As the calendar year comes to a close, it is common to reflect on the events of the past year as we move toward the new one. With the sudden and unexpected death of Carolyn Lynch from complications of leukemia on October 1, the Lynch School lost a great champion of education. Carolyn and her husband Peter Lynch ’65 were among the School’s most magnanimous supporters and our school bears their names in recognition of their generosity. Her spirit, vision, and philanthropy strengthened our ability to prepare exceptional professionals in education and applied psychology.
At a November 23 Lynch School symposium, Anthony Bryk ’70, president of the Carnegie Foundation for the Advancement of Teaching, used the transformation of New York City’s water supply over two centuries into one of the world’s largest, most successful municipal water systems as a metaphor for efforts to improve education today. The national education landscape is beset by “a lot of different, fragmented efforts to solve a really big problem … [and] seemingly unable to make these systems work with the quality and scale we seek,” said Bryk.
Superintendent of Schools for the Archdiocese of Boston Kathleen Power Mears is optimistic about meeting the challenges confronting the school system, she told an October 5 Lynch School symposium. “Part of the new evangelization is simply reaching out and inviting people to join us. We need to do that,” Mears said.
Nine educators from Norway and 23 Lynch School faculty and graduate students gathered at Boston College’s Connelly House in late October to compare, contrast, and look to the future of education systems in Norway, the United States, and the world at large. The Lynch School, Norway’s University of Agder, and the Journal of Educational Change cosponsored the two-day conference, which was hosted by Lynch School Professor Dennis Shirley, who is editor-in-chief of the Journal. Shirley introduced the conference and spoke of what he called the strengths of Norway’s education system. In contrast to the global trend toward testing and standardization, Norway emphasizes the development of the whole child and quality of life. “Children like school, they like their educators; it’s humanistic,” Shirley said.
“One of the benefits of working as a school counselor is I’m able to work with students one-on-one, which allows me to really get to know them. Students feel comfortable coming to me and putting their trust in me with whatever issues may arise, so we can work on them together.”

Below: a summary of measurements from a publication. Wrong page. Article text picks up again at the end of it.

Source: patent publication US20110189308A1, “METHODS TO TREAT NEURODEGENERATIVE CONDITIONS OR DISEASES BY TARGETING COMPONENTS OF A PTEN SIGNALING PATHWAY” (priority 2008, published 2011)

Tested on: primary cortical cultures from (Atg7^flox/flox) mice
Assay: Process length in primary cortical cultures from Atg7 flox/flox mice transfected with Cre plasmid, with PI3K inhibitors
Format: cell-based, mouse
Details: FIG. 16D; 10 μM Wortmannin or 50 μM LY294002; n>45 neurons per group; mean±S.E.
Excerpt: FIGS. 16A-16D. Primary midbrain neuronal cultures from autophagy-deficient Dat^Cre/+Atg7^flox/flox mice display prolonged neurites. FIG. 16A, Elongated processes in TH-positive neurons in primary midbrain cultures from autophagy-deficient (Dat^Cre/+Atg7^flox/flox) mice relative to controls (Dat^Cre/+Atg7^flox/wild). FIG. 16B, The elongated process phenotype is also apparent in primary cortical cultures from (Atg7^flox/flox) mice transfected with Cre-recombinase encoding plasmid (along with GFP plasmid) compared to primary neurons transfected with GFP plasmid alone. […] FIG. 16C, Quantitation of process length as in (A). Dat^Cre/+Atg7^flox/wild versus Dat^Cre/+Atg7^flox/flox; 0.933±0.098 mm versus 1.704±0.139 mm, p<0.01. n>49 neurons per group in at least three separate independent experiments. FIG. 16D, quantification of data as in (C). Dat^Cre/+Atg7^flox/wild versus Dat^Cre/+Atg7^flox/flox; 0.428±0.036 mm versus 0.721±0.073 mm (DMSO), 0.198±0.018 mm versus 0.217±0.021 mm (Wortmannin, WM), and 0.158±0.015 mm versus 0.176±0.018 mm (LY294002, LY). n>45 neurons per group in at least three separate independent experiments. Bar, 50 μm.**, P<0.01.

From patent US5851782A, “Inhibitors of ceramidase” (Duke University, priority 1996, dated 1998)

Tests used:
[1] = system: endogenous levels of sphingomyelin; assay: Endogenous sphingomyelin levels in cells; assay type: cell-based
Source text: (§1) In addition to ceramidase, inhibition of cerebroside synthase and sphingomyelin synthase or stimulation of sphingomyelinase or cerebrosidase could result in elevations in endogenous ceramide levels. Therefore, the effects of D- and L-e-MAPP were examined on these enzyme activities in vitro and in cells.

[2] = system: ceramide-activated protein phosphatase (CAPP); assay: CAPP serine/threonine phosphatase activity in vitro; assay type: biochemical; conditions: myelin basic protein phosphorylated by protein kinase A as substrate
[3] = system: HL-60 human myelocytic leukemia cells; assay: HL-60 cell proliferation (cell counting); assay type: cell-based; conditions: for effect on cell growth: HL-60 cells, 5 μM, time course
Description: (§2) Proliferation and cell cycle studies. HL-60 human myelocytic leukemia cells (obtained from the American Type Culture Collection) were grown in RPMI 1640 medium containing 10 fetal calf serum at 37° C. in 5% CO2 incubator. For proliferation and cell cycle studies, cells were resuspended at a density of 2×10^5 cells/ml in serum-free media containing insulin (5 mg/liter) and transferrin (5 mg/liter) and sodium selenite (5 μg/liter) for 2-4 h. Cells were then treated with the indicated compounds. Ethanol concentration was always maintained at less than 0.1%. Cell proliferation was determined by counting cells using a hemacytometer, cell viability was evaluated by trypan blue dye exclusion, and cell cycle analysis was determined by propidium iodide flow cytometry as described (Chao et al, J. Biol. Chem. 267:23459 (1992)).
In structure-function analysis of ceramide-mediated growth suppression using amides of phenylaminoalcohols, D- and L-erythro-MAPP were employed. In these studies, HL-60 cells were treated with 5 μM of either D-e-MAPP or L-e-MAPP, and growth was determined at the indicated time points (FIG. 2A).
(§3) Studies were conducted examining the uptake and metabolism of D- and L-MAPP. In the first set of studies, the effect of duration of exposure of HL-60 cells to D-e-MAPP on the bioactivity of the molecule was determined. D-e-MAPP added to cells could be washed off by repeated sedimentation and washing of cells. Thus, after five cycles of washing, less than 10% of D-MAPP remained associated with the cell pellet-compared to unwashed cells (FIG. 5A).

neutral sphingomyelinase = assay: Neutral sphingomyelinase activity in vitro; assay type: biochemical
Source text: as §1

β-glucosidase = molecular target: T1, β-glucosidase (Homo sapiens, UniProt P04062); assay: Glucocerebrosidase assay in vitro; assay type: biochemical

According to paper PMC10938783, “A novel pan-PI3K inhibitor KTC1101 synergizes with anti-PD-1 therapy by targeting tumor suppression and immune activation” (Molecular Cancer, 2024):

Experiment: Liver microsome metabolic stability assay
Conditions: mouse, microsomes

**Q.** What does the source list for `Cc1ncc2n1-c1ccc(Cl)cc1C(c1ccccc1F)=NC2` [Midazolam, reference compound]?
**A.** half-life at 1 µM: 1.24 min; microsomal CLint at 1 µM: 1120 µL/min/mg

—Alyse DiLuzio, M.A. ’11
School Counseling Department Head, Framingham High School
“My Urban Catholic Teacher Corps assignment was teaching seventh- and eighth-grade English and social studies. I connected with BC professors and said, ‘I’ve never taught English before,’ and I was able to go to BC’s educational resource center and get materials that would be effective. I had a great vision of what I wanted to teach and BC helped me fulfill it.”
—Eric Mendoza, M.A. '09; Urban Catholic Teacher Corps
History and Spanish Teacher, BC High
Professor Michael Barnett attended the first-ever White House Summit on Next-Generation High Schools in November, where he joined officials from schools, businesses, and nonprofit organizations to discuss preparing high school students with skills for college and careers. The day before the summit, Barnett and other leading science education researchers met at a National Science Foundation (NSF) forum to discuss advances in secondary science and math education. Barnett presented Urban HydroFarmers, an NSF-funded initiative developed with Professor David Blustein and Director of Urban Outreach Initiatives Catherine Wong.
Cawthorne Professor Marilyn Cochran-Smith was elected to the Board of Directors of the National Academy in Education for a four-year term. Cochran-Smith and Lynch School doctoral students gave the keynote address, “Fixing Teacher Education: Current and Future Directions,” at the annual meeting of the Massachusetts Association of Colleges for Teacher Education in October.
Nelson Chair Anderson J. Franklin presented “The Vital Role of Out-of-School-Time Programs for Black Male Education and Development” at the fourth annual International Colloquium on Black Males in Education, which took place in Kingston, Jamaica, in October.
Alex Truesdell, M.Ed. ’82, a pioneer in adaptive design, was one of 24 recipients of a 2015 “genius grant” award from the John D. and Catherine T. MacArthur Foundation.
Natalie DiFusco-Funk ’03, M.Ed. ’08, was named the 2016 Virginia Teacher of the Year. The fifth-grade teacher will now be the state’s nominee for National Teacher of the Year honors.
Doctoral student Lindsa McIntyre, M.Ed. ’96, Lynch Leadership Academy Fellow ’13, accepted the School on the Move award on behalf of Jeremiah E. Burke High School, where she is the principal. The award recognizes the city of Boston’s most improved school and includes a $100,000 prize. Marjorie Soto, Lynch Leadership Academy Fellow ’14, is principal of three-time School on the Move finalist Hurley Dual Language School, which received a $25,000 award for sustained improvement.
Tommy Chang, superintendent, Boston Public Schools
Tuesday, March 22, 2016
Yawkey Center, Murray Room
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